First of all, I want to say that everyone here is safe and no one has the dreaded virus. (I live in a Continuing Care place.) I feel very safe and am overwhelmingly grateful to our staff and administration. Our director made me VERY happy on Sunday when he said the kitchen could save onion skins for me. Immediately the chef called and wanted to know if I wanted them cooked or pureed!! I can’t wait to get a dye post going and dye some of the fabrics I brought back from India. What’s been keeping my creative mind going these weeks is making “scrolls” by putting fabrics together. Some from trips, some from my weaving, and some of my dyeing. This post is about my scroll-making process.

I have pulled out lots of fabrics. I see one I like—either the foreground or background. Then I fuss around to see what I like together. I hope this checkerboard will work with the gold-leaf-on-paper wefts.

After I’ve chosen the centerpiece, I iron it and crop if necessary, etc. This piece we got in Japan on the island of Amami Oshima. It is ikat. The resist was done by first weaving the warps and wefts on a loom. (For double ikat!) Where these warp threads bind the bundles of then-wefts, is where the resist takes place during dyeing. Then, that weaving is unwoven and the resisted threads are put on the loom or on shuttles!  It is amazing and a thrill to see it being done. I chose this piece because of the fine detail and lovely image. It is a contemporary piece—not anything like the traditional styles woven there. The process is called Orijimi. Silk is what is done with the process in this area and is the finest. Sometimes it is known as Oshima fabric. And is expensive. We were lucky to be able to

Then the background must be ironed. And the proportion of the two areas decided upon. This is where I am with this piece at the moment. I love the background—glorious slub linen threads in an open plain weave. I will double it and hope the moire that I see now will dazzle people when it’s hung. I’m hoping to have a scroll show someday.

Finally the last step is to center the piece and attach it to the background. The “art” is a fragment I dyed with persimmon dye and the ground is a fancy twill I woven just before the pandemic. It has a hard- plied silk warp and a thin black boucle weft. I’ve had the boucle for years but never found a good place for it until now. I’m happy I have a large cone of it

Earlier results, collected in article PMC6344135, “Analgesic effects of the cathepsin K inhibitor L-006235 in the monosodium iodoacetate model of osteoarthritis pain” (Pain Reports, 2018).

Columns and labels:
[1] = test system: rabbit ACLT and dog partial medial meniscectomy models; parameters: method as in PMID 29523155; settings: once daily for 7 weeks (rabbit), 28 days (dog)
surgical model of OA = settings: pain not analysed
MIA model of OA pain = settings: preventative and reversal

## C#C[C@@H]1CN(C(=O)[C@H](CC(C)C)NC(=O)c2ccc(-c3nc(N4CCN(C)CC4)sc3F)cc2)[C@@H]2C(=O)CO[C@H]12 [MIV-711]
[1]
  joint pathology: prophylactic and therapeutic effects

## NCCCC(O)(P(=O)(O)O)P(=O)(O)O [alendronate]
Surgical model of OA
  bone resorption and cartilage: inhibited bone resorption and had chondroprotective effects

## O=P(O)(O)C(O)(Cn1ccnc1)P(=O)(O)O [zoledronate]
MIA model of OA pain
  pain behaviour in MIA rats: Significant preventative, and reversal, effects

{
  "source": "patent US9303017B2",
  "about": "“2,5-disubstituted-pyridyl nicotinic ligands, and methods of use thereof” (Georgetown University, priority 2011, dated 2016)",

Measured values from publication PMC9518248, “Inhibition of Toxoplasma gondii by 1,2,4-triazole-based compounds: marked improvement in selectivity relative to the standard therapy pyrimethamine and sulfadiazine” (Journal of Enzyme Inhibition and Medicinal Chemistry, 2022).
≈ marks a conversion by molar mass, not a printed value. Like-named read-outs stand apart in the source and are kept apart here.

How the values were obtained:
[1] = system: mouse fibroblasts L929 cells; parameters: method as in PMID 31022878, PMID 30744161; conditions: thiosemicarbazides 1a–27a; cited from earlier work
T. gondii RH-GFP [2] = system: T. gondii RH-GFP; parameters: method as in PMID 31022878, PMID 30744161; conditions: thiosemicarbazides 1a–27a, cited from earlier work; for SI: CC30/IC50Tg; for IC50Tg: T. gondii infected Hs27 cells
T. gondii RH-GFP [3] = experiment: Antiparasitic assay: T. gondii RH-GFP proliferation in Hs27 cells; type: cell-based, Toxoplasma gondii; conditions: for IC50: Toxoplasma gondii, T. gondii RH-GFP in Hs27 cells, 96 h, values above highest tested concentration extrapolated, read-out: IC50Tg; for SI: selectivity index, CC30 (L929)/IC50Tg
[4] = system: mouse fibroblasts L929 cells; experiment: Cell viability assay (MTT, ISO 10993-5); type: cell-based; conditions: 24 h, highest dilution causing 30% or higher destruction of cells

French Knots, Tailors’ Tacks, Pins, and Clothes Pins

I finished a few of my scrolls lately. And the last touch was to attach the art to the backgrounds. For a year or so I’ve been using straight pins. Now, I used different techniques to fit the situations. I included at the end of the post directions for French knots and tailors’ tacks.
This was the piece that started the revolution away from straight pins. I centered the top piece and then as soon as I moved it, it floated off any old which way. I decided French knots on some of the spots would hold it in place. And they worked. I dyed both the fabrics with indigo and black walnuts. They started out white. The thin one is organza which dyes wonderfully well. I think the spots were a gift. Clothes pins are good hanging devices I’ve discovered. I do plan to replace the hanger.

I tacked the organza piece on the top with French knots.

Here the French knots are where there were white spots on the cloth. I just did a few randomly.

Then, I decided the satin piece I’ve been working on should have French knots. I wanted them to be fairly invisible. They are attaching the top to the background fabric I got in the Philippines.

I used tailors’ tacks on this piece from a previous post.

Pins hold this piece.
Directions for making French knots from an embroidery book.

Directions for making tailors’ tacks from a sewing book.

Changing My Mind and a Dilemma

I was all ready to pin down a little satin piece I’d woven and dyed onto a small piece of cloth I brought back from a trip to India. I’ve loved the piece. We visited a studio where the woman made very contemporary fashions using traditional dyeing and resist techniques used by the local artisans. I think I begged for her to sell the piece to me. She wanted to keep it as a sample. Many of you know I love samples so it really resonated with me. It is 12” x 27”. Yesterday when I ironed the piece, I discovered the “back” side and then came the dilemma. It was fantastic—an astonishment to any weaver. There was no way I could ignore that side and use the other side for my small simple piece. The dilemma was what to do with the original satin. More about that when I decide what to do. This piece is so unusual and inventive I had to show several views. The last photos are of a real scarf/shawl that resulted from the sample.

Here is a close-up showing a bit of both sides. The black side is what I’d planned to use and the light side is the discovery I made.

Here is more of the side I discovered.

This is the whole piece. It’s made of a rather thin, soft silk.
This is the side I had always remembered.

This was the next SURPRISE! It is double woven in a tube—with the edges in the middle rather than at a selvedge.

Here is a detail of a full-size scarf or shawl.

This is the “back” side. Hard to say which is the front or back. It looks great as a scarf bunched up.

Did you notice the seams on the “front”? I especially love them here on the “back”!